Let’s talk about energy. Doing things uses up energy. Going for a run uses energy, binge watching a Netflix series uses energy (let’s call it a workout?) – even sleeping uses energy. Our bodies essentially use up energy in two ways: through physical activity and through, basically, staying alive.
So what is your metabolism?
Your ‘metabolism’ is the set of processes that occur inside your body to keep you alive. Think digesting food, temperature regulation, respiration, and so on. The amount of energy needed by your body to carry out these processes is known as your ‘Basal Metabolic Rate’ (BMR). We measure energy in units known as ‘calories’ (heard of ‘em?), so your BMR translates to the amount of calories you’d burn in a day if you lay very still and did nothing all day. When people pursue a 'fast metabolism', what they really mean is that they want a high BMR - i.e. to be burning more calories at rest.
Your metabolism accounts for up to 70% of your body’s daily energy use, depending on your body size and composition: muscle cells need more energy to maintain than fat cells do (about three times the amount), so people with more muscle mass tend to have a higher BMR, requiring more calories to keep their body functioning properly.
A lower BMR, means your body needs less energy to function, and so uses up less energy from fuel (food). As such, you may find you need to exercise more in order to burn the ‘left over’ calories that you eat, in order to maintain a healthy weight. For example, say you are eating 2,000 calories a day, and your BMR is 1,600. This means you’d need to burn 400 calories in a day from physical activity. The more calories you burn, the fewer will be stored in the form of fat in the body, meaning boosting your metabolic rate can encourage healthy weight-loss.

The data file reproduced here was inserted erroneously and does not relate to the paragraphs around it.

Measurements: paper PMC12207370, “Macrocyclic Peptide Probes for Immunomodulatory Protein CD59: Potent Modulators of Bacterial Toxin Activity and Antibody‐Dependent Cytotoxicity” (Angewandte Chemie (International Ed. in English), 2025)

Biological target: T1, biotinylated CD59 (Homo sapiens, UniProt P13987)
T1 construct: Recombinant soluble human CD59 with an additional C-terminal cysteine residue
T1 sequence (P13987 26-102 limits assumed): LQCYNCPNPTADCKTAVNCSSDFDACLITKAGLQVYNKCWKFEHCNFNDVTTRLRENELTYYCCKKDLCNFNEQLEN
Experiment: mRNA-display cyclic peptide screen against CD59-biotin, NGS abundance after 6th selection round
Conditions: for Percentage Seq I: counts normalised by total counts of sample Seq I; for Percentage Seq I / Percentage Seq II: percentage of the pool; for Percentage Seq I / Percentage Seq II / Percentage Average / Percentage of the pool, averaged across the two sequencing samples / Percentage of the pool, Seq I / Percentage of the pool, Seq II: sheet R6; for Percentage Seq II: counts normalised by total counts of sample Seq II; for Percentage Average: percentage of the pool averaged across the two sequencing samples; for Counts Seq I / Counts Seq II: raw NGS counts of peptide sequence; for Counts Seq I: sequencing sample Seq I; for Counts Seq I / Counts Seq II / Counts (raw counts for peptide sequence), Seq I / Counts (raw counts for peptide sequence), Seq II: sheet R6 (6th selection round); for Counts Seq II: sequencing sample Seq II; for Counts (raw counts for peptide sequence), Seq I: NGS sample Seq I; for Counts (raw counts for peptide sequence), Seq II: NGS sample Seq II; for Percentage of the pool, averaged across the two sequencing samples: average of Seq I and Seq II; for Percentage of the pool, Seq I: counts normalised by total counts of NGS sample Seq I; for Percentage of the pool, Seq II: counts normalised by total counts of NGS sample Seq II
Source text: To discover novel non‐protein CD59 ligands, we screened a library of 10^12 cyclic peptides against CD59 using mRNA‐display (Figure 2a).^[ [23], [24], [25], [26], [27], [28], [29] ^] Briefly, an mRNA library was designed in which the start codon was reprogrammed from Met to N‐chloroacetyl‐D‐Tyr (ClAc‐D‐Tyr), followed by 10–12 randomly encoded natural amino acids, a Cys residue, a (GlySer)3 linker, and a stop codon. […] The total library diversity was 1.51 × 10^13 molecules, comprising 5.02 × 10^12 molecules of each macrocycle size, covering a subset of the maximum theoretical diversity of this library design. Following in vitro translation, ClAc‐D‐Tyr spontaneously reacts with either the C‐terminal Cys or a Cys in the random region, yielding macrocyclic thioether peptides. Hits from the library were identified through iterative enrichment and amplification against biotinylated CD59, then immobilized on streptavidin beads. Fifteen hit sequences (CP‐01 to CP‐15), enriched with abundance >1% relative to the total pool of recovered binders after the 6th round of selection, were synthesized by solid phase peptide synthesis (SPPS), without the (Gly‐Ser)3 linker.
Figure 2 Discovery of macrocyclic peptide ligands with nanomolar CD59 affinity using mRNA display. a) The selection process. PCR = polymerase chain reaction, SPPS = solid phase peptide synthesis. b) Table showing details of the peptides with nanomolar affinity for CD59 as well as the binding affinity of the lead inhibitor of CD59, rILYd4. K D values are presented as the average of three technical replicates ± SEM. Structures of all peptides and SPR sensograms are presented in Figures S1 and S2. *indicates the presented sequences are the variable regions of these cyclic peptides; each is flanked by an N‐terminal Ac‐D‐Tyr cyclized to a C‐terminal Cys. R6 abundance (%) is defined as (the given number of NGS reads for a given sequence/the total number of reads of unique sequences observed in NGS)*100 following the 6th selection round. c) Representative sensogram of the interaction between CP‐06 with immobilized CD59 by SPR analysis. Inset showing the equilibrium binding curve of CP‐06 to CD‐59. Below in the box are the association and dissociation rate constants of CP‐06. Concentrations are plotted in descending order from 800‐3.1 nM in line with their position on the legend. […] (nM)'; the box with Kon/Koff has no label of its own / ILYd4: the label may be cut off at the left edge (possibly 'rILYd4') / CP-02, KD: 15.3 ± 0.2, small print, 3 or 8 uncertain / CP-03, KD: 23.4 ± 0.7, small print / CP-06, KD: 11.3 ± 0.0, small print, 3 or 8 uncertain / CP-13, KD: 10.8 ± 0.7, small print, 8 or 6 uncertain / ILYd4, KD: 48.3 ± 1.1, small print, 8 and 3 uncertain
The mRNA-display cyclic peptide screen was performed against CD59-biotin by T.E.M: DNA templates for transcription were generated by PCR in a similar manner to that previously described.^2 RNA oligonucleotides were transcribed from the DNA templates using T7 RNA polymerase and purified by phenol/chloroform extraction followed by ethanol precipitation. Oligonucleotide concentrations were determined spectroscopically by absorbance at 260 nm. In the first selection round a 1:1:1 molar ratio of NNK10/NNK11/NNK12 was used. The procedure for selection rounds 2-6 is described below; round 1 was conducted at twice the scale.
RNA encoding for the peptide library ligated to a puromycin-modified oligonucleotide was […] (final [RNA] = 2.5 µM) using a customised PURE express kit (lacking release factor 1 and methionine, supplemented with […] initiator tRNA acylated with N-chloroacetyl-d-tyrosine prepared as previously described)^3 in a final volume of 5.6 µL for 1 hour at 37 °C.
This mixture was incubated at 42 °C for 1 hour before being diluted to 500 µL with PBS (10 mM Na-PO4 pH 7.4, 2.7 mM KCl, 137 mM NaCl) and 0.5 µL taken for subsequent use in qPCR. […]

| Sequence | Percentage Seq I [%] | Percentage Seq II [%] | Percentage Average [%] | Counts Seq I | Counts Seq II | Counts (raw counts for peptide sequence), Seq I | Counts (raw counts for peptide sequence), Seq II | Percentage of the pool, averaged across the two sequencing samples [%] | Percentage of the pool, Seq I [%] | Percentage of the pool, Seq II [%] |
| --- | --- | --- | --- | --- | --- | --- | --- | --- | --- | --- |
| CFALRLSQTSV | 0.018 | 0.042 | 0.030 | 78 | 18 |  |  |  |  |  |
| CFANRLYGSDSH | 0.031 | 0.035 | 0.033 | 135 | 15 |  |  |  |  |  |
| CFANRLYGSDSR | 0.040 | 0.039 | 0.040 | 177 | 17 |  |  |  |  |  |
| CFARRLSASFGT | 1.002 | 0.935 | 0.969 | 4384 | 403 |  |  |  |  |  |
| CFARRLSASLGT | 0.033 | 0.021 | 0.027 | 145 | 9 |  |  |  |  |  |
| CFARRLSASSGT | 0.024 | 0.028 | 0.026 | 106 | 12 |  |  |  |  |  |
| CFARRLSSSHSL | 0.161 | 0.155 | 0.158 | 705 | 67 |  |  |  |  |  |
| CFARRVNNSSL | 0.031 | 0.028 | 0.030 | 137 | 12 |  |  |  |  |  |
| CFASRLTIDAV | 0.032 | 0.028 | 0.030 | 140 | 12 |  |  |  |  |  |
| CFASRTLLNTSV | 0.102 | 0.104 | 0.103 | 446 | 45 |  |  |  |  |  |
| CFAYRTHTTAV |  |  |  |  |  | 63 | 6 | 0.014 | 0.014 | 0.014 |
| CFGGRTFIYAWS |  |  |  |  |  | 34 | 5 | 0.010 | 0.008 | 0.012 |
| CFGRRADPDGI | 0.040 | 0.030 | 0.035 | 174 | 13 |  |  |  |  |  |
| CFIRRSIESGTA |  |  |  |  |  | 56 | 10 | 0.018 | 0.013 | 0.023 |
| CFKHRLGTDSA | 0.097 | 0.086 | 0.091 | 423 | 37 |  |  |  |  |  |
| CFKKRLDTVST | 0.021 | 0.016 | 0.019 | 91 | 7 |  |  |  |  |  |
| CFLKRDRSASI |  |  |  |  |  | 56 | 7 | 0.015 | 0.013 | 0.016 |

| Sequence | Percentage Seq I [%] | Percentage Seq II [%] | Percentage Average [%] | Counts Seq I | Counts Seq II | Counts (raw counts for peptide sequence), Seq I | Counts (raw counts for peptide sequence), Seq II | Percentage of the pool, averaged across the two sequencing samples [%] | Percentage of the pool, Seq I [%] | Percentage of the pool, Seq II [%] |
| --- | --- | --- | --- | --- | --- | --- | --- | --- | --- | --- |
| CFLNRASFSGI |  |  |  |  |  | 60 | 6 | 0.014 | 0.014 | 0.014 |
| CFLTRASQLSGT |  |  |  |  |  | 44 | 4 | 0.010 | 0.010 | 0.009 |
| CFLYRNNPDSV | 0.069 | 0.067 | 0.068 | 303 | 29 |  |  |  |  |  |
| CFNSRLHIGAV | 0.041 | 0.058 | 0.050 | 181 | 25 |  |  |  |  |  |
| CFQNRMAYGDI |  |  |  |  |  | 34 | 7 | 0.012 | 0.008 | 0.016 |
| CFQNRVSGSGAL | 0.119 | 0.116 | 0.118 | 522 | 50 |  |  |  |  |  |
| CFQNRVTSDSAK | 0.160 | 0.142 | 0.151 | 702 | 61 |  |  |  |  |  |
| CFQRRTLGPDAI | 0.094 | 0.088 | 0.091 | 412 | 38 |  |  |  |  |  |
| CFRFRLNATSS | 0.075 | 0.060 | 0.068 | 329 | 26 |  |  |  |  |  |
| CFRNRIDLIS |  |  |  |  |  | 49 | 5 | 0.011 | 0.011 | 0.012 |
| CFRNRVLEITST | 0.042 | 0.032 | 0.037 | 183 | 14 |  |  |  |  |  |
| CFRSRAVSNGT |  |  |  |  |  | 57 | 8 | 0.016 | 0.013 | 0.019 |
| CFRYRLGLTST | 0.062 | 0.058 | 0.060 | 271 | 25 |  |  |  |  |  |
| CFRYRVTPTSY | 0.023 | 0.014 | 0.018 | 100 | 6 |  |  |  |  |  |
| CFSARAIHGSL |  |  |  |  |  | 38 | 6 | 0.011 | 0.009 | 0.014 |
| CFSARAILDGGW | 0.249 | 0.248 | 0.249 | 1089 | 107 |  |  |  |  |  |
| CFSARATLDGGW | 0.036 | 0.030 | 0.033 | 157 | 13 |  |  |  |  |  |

So can you increase your metabolism? Sort of! What you’re really doing is increasing your BMR. To burn more calories at rest, try out the following:
Eat metabolism boosting foods:
- Protein. Of all the food groups, protein is the one that will boost your metabolism the most. This is because it produces the highest TEF (thermic effect of food), meaning it uses more calories to digest, absorb and process all of the nutrients it provides. Protein will increase your metabolic rate by up to 30%, whilst carbohydrates will only increase it by up to 10%, and fats only 3%. Get the processes going with an Innermost Protein here.
- Get spicy. Spicy foods have been found to temporarily increase metabolism by raising your body temperature. Spiciness has also been found to increase feelings of satiety, which can help prevent over-eating.
- Foods rich in Iron, Zinc, Iodine and Selenium. These four nutrients are required for the proper function of your thyroid gland, which regulates your metabolism using thyroid hormones. Poor thyroid function leads to a slower metabolism, so look after it! Reach for nuts, seeds or seafood, or pick up The Recover Capsules here.
- Green tea. This miracle drink is known to increase your metabolic rate due to its concentrated source of antioxidants known as 'catechins', which increase energy expenditure.
- Cut to the chase: Try out our Tone Capsules here, which combine a host of functional ingredients designed to boost metabolism and aid healthy weight-loss.
- Aerobic exercise such as walking, cycling, swimming, running. Cardio raises your metabolism during and also after a session, so don't shun it!
- Strength training. Remember the drill: lean muscle burns more calories than fat. More muscle, fewer problems.
- Ice ice baby. Your body uses energy getting your ice cold water to body temperature, so load up on the cubes.